Music Choice and Mediacom Communications Corp. will back the upcoming test of the programmer's personalized music service with an array of media support, including text messages.
The trial run of the video-on-demand-enabled "My Music Choice" is slated to begin with Mediacom in the "Quad Cities" market of Moline, Ill., and Davenport, Iowa, later this month, en route to an industry-wide rollout next June.
The service will enable Mediacom's digital subscribers to create their own music channels from Music Choice's array of audio channels, free of charge.
By tapping servers from SeaChange International Inc., Mediacom subscribers can forge a combined-channel alternative, pairing country and blues songs, if they so desired. The personalized channels could subsequently be amended to reflect a new frequency of songs from particular genres.
Music Choice CEO Dave Del Beccaro said there are up to 100,000 combinations available.
To help build awareness for the trial and educate digital subscribers on crafting their own channels, Mediacom senior director of advanced products John Woods said the MSO — which has 32% digital penetration in a market with 80,000 basic customers — would deploy "a combination of classic tactics, including cross-channel ads and bill inserts."
Woods also said Mediacom plans to send text messages to subscribers via Motorola Inc.'s DCT-2000 set-top boxes.
"The subscribers will receive a little message flag on their [TV] screens. If they choose to open it, they will receive information encouraging them to check out the service," he said.
Woods said My Music Choice allows "further leveraging of our VOD platform, in this case an audio service. We believe it will unlock more value for existing digital customer base and may attract some new subscribers."
He doesn't anticipate many bandwidth conflicts between My Music Choice and other VOD applications. "A lot of Music Choice usage occurs during off-peak hours, like early fringe [early evening] and Saturday afternoons," said Woods. "We will be tracking the streaming usage because we don't want it to interfere with revenue generating VOD activities."
Music Choice, now in some 30.3 million digital cable and DirecTV Inc. satellite homes, will also air spots and use telemarketing to boost general awareness of the service's debut, senior vice president of marketing, advertising and sponsorship sales Christina Tancredi said.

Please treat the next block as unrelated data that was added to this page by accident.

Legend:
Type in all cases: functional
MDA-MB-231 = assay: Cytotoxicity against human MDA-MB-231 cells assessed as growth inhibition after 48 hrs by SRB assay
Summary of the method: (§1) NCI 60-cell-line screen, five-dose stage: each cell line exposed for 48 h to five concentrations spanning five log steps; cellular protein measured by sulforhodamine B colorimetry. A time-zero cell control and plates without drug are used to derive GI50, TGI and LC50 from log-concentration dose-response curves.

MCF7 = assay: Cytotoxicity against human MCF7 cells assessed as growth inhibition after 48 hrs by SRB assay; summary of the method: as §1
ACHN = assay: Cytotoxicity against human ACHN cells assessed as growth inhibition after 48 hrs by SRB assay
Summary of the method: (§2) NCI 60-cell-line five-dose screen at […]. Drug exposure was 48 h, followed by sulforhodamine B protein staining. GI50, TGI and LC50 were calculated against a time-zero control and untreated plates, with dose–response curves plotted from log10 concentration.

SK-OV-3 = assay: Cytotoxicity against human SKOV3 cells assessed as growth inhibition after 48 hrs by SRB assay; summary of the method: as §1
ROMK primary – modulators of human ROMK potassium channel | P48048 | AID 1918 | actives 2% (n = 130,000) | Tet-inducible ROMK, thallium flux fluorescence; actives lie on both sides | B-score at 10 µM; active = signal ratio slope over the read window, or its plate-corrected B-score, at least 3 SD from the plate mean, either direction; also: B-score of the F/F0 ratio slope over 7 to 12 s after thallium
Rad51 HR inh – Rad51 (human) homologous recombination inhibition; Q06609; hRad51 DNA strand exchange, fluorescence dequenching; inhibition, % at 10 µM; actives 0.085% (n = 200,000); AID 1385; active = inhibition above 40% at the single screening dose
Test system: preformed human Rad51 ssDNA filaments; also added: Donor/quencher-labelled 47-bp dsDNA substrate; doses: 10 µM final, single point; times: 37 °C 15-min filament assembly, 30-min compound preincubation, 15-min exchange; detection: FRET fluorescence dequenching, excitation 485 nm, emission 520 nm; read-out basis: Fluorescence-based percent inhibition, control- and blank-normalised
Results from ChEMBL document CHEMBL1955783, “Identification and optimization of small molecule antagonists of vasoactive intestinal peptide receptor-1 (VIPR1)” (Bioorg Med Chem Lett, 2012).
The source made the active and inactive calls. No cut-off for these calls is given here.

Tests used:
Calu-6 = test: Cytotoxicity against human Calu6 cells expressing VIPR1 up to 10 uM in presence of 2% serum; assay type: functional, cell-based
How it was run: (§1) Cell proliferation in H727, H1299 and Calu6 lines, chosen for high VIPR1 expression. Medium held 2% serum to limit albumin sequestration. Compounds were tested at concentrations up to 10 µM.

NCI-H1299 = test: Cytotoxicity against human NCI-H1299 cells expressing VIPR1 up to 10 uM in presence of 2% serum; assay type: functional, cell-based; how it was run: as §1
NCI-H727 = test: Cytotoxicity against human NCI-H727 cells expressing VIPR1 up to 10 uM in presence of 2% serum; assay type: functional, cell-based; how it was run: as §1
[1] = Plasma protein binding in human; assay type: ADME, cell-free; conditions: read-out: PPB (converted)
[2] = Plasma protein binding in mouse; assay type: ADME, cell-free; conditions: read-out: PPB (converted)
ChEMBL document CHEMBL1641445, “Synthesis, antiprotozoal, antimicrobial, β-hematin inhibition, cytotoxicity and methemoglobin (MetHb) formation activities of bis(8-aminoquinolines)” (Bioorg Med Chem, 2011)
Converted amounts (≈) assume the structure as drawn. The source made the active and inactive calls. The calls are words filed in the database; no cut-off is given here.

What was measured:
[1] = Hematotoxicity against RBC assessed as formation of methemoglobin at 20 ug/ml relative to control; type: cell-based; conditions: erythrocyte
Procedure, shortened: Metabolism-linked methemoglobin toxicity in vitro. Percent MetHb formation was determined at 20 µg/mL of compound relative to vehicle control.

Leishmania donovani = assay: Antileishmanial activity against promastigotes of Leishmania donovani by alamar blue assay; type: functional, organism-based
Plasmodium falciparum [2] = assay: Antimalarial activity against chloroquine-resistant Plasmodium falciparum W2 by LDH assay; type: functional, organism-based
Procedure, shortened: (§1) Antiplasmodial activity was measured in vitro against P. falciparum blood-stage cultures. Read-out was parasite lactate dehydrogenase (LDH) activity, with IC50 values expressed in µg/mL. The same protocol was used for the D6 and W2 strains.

Information can be inserted locally onto the ad panels of Mediacom's Music Choice audio channels, guiding viewers to try My Music Choice by selecting the attendant button on their screen.
"Over the course of the trial, we're going to try and find the right mix of genres and panels to get people to personalize their own service," Tancredi said. A two-minute instructional video describing how to create the channels can also be accessed via Mediacom's VOD menu.
Music Choice will "step back over the course of the trial and evaluate what changes we need to make to the media mix, the creative and the instructional video in preparation for the national launch next June," Tancredi said.
Originally, the consumer trial with Mediacom in Moline was slated for last April. That test, and another scheduled with Blue Ridge Communications for June, got hung up over technical and software issues.
Del Beccaro hopes many digital-cable systems will launch the service next June when SeaChange and Concurrent Computer Corp. complete software upgrades.
In the meantime, systems that make the commitment to the June launch could offer an online version of My Music Choice to consumers, beginning in December.
"This should be a great competitive advantage to cable operators [over DBS providers] from the modem side," said Del Becarro. "From the TV side, this will be one of the most robust interactive-TV applications out there."
The online version could provide a transactional element. "Like [Apple Computer Corp.'s] iPod, a downloaded single would cost around 99 cents," Del Becarro said. MSOs would be able to get a cut of these transactions, ranging from 5% to 40%. Music Choice would get a proposed 5%.
"We're not in this for the retail business," he said.
Woods said Mediacom executives have seen the presentation for the Internet service, but had not yet made a commitment. As of presstime, no other MSO had signed on for it, either.